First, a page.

Most of the research in transportation and social welfare concerns distributional outcomes, or more prosaically, the question of who gets what out of transport finance policy. The research on distributive social justice in transportation occurs primarily in three, largely separate fields: social inclusion, environmental justice, and the major topic of this manuscript, tax incidence. The research on social inclusion addresses the extent to which mobility limitations—either physical or financial—affect the distribution of individuals’ access to social and economic opportunity. Because taxes and user charges can raise the costs of gasoline or transit fares, they can create (or lower) financial barriers to mobility, and by extension, to social inclusion (1). The research on social inclusion in the US is perhaps best represented by the enormous amount of research on spatial mismatch.
Environmental justice research and activism has raised awareness about the distributive consequences, particularly for impoverished communities of color within metropolitan regions, of the external costs from transportation-related pollutants and environmental health costs associated with auto usage (3-9). Other types of external costs, like noise and pedestrian crashes, have also been shown to be higher in low-income communities than in more affluent neighborhoods (12). These costs can be measured by additional sick days or expenditures on things like air conditioner or air filters. Because of these types of costs, the social equity question arises from failing to expect motorists, low and high-income alike, to consider the external costs of their choices and enabling travel over and above a social optimum in a way that decreases the welfare of others.
The tax incidence research, by contrast, asks how much individuals and groups pay under different finance methods relative to other groups. This research examines the regressivity or progressivity of tax payments and revenue allocations (2). Regressive taxes or fees ask low-income individuals to sacrifice a comparatively larger percentage of their resources, usually measured in income, to pay for taxes than is required of those with higher incomes. Progressive taxes, like a graduated income tax, take an increasing percentage of income as income increases overall. These definitions are inverted in the case of tax allocations rather than costs. Incidence research tends to ask a very different question than social inclusion research: do socially marginalized groups, particularly class minorities, pay a disproportionate amount of their income for a tax? Most taxes, save for graduated income, are regressive in terms of out-of-pocket costs. It is possible for a tax to be regressive, while revenue distribution may be progressive, so that low-income individuals may pay in disproportionately and benefit disproportionately. It is important to maintain the distinction between social exclusion and tax incidence because regressivity and progressivity are general measures of tax fairness, not proxies for whether mobility is affordable. Gas taxes have been found to be regressive, in general, but with an out-of-pocket cost estimate of $25 to $28 a year per household per car, the Federal gas tax is hardly a prohibitive sum.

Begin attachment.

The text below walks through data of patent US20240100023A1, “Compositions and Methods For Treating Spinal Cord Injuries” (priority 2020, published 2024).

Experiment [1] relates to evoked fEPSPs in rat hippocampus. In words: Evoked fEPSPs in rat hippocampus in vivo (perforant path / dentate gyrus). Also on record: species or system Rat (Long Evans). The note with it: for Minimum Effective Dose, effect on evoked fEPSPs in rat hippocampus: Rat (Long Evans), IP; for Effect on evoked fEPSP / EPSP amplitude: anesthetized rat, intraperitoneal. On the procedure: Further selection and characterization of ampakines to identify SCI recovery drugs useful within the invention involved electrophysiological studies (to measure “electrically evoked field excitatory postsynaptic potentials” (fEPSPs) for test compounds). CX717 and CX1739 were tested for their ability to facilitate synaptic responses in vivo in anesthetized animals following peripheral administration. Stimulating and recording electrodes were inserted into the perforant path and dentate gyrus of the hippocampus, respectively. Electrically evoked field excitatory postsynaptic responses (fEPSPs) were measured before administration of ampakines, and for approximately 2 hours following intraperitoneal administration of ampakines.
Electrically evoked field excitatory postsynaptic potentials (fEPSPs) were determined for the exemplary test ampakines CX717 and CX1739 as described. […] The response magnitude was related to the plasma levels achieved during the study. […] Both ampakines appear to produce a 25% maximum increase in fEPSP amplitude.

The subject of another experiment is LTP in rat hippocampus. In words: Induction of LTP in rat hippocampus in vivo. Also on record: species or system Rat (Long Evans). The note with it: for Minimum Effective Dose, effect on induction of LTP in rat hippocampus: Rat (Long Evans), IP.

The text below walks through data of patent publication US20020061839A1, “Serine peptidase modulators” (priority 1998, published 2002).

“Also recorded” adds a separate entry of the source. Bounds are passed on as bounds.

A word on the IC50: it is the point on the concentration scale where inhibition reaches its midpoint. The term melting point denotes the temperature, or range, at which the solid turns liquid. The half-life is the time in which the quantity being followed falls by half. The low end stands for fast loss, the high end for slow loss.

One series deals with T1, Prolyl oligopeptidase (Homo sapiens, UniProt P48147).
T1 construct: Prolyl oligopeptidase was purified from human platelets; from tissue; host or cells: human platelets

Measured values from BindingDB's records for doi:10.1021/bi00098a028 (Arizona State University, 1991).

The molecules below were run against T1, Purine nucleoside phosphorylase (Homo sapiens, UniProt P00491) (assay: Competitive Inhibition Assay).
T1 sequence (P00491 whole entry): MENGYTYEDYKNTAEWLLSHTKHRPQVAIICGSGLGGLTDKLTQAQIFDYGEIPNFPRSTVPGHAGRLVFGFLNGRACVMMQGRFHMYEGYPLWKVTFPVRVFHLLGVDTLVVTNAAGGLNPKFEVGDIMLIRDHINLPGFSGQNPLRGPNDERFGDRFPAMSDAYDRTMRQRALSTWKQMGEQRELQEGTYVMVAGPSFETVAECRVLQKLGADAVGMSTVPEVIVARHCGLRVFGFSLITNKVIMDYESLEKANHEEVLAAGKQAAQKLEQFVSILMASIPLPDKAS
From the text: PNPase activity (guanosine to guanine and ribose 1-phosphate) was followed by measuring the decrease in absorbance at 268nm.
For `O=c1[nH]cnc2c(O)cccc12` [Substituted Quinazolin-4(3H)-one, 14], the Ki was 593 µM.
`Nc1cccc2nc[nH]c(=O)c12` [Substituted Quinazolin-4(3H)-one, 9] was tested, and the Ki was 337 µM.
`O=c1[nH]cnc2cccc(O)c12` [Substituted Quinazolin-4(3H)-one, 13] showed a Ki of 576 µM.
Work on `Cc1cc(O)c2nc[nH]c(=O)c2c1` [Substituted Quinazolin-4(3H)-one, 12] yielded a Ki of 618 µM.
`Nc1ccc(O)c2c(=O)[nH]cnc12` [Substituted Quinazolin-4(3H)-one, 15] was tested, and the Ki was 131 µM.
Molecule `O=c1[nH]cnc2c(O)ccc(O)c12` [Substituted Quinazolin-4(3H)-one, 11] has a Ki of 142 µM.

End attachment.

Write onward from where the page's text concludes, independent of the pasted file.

However, tax and finance structures affect relative prices among modes and thus can influence both the overall affordability of mobility—the social inclusion concern—and the amount/type of driving going on—the environmental justice concern. The policy goals surrounding all of these issues can and do conflict, depending on the context and the policy design. Among the most significant equity concerns over congestion pricing is that low-income motorists will have to forego trips. With tolls, mobility on congested roadways would become less affordable, creating a barrier to social inclusion for low-income motorists and their families. But by protecting low-income motorists from financial barriers to mobility by undercharging everybody, policy may burden communities with excess emissions and surface traffic. The results from the environmental justice research suggest that that these costs are born unequally as well, so that by not pricing trips off the road, policy burdens low-income communities and families within them.
Though most of the studies in tax incidence examine the distribution of the out-of-pocket costs associated with pricing, the very best studies acknowledge the role that prices play in altering both the distribution mobility overall and the external costs associated with that mobility. Unfortunately, there are very few studies that take such a comprehensive view.
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